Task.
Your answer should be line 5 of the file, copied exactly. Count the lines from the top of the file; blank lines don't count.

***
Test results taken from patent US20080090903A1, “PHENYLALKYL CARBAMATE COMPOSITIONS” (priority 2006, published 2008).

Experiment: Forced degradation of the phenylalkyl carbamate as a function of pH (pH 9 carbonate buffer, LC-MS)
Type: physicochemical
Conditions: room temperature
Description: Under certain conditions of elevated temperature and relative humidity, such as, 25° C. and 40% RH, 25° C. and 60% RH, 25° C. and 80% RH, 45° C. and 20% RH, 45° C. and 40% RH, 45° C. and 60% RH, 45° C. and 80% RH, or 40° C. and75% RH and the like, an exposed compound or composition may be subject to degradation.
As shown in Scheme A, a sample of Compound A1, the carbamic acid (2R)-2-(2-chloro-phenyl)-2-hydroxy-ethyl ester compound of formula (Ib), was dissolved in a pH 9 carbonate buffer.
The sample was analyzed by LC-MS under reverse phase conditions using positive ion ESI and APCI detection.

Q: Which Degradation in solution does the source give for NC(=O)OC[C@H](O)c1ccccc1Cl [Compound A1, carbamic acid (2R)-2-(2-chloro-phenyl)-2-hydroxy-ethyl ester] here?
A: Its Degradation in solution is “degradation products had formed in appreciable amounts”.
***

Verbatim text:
Description: Under certain conditions of elevated temperature and relative humidity, such as, 25° C. and 40% RH, 25° C. and 60% RH, 25° C. and 80% RH, 45° C. and 20% RH, 45° C. and 40% RH, 45° C. and 60% RH, 45° C. and 80% RH, or 40° C. and75% RH and the like, an exposed compound or composition may be subject to degradation.